A Doctor from the 1800’s view on Health

100_0499-11I recently read a book by a Scottish born MD that was originally published in 1886 – Gordon Stables “The Cruise of the Land-Yacht Wanderer” or “Thirteen Hundred Miles in my Caravan”. Though the book itself made enjoyable and interesting reading, it was the appendix on health that really caught my attention. How did a doctor in the 1800’s view health and wellness!

The following are some exerts from the appendix on Health.

“ I know there are many people who suffer from debility of nerves, from indigestion, and from that disease of modern times we call ennui ( feeling listless and discontented, tired and bored), which so often precedes a thorough break-up and a speedy march to the grave.  Seeing that ennui does not weaken any one organ more than another, but that its evil effects are manifested in a deterioration of every organ and portion of the body and tissues at once, let us consider for a moment what health really is.

To put it in my own homely way: if a young man, or a middle-aged one either, while spending a day in the country, with the fresh breezes of heaven blowing on his brow, with the larks a-quiver with song in the bright sunshine, and all nature rejoicing,—I tell you that if such an individual, not being a cripple, can pass a five-barred gate without an inclination to vault over it, he cannot be in good health.

Nay, but to be more serious, let me quote the words of that prince of medical writers, the late lamented Sir Thomas Watson, Bart:—

“Health is represented in the natural or standard condition of the living body.   It is sufficient for our purpose to say that it implies freedom from pain and sickness; freedom also from all those changes in the natural fabric of the body, that endanger life or impede the easy and effectual exercise of the vital functions. It is plain that health does not signify any fixed and immutable condition of the body. If we can form and fix in our minds a clear conception of the state of health, we shall have little difficulty in comprehending what is meant by disease, which consists in some deviation from that state—some uneasy or unnatural sensation of which the patient is aware; some embarrassment of function, perceptible by himself or by others; or some unsafe though hidden condition of which he may be unconscious; some mode, in short, of being, or of action, or of feeling different from those which are proper to health.”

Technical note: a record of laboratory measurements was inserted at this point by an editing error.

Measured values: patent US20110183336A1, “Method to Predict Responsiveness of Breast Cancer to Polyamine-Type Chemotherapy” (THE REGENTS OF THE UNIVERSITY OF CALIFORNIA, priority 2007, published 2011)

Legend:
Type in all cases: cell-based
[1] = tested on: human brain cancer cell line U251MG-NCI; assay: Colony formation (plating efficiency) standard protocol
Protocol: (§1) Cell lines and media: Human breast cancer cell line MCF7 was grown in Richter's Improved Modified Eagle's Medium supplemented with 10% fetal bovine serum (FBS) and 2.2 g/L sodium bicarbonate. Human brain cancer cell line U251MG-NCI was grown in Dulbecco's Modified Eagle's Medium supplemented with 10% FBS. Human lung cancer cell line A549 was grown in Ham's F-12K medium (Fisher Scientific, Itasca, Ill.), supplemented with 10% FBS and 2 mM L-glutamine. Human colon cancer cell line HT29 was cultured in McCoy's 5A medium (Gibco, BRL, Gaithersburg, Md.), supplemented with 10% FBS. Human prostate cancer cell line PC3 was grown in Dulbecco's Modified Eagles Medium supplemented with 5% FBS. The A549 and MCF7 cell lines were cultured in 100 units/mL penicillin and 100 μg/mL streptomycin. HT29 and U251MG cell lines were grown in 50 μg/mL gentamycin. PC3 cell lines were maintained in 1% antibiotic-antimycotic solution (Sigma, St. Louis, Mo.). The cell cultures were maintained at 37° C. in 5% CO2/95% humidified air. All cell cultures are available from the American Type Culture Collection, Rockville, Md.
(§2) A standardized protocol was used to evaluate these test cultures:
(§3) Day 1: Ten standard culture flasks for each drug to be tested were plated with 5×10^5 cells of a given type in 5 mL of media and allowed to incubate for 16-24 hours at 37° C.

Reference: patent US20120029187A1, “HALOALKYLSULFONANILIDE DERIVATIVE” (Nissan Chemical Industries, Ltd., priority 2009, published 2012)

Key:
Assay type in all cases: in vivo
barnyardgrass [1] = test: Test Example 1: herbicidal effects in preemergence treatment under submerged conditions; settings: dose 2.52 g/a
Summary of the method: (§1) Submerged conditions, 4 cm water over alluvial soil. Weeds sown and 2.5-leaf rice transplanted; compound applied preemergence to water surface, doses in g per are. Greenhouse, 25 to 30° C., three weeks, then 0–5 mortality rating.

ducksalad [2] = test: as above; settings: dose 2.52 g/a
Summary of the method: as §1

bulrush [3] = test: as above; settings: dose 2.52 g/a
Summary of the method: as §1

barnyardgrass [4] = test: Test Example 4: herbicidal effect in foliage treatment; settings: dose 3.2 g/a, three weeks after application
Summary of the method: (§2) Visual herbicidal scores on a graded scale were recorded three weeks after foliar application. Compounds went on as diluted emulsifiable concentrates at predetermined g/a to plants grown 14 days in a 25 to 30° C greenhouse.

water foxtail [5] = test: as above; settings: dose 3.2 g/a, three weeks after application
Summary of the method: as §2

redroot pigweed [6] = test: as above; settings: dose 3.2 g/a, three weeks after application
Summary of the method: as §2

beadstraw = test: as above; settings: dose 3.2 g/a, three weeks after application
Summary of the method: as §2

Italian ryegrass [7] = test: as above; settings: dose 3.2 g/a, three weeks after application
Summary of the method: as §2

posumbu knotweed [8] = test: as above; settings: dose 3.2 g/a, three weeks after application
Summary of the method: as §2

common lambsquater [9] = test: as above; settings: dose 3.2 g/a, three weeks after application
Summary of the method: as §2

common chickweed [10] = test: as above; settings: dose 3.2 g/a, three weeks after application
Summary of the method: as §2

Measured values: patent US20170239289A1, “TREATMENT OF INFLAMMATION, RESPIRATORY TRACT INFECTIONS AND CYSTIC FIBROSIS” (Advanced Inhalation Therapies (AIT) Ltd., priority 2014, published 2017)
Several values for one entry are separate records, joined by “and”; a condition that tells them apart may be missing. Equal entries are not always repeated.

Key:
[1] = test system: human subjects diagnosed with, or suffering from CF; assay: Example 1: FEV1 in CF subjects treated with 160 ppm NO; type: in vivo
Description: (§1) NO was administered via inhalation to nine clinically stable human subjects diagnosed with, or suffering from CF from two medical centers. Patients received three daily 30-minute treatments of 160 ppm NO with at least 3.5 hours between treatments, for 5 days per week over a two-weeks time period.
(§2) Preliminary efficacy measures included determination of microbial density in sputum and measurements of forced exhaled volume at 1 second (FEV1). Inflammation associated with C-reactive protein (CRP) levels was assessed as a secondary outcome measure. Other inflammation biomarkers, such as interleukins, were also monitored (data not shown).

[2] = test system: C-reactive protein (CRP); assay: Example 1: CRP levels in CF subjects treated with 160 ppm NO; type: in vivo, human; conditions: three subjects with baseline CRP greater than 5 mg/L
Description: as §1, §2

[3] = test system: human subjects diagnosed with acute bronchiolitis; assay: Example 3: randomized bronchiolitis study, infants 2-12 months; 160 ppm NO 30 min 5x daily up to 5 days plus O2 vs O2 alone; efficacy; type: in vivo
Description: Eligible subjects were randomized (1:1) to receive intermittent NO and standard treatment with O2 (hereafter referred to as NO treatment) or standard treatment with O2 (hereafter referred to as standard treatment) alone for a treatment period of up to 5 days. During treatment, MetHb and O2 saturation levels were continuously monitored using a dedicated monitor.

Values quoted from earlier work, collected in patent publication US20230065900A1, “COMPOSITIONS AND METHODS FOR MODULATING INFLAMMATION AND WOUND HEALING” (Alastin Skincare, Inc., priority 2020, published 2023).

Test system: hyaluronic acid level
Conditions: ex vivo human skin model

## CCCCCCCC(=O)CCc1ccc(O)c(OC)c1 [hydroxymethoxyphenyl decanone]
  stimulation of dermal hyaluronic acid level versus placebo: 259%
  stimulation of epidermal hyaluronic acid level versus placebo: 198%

Can medicine restore the health of those who are threatened with a break-up, whose nerves are shaken, whose strength has been failing for some time past, when it seems to the sufferer—to quote the beautiful words of the Preacher—the days have already come when you find no pleasure in them; when you feel as if the light of the sun and the moon and the stars are darkened, that the silver cord is loosed, the golden bowl is broken, and the pitcher broken at the fountain?

No, no, no! a thousand times no. Medicine, tonic or otherwise, never, alone, did, or could, cure the deadly ailment called ennui. You want newness of life, you want perfect obedience for a time to the rules of hygiene, and exercise above all.

Good habits, I say, may be formed as well as bad ones; not so easily, I grant you, but, being formed, or for a time enforced, they, too, become a kind of second nature. Let me simply enumerate, by way of reminding you, some of the ordinary rules for the maintenance of health.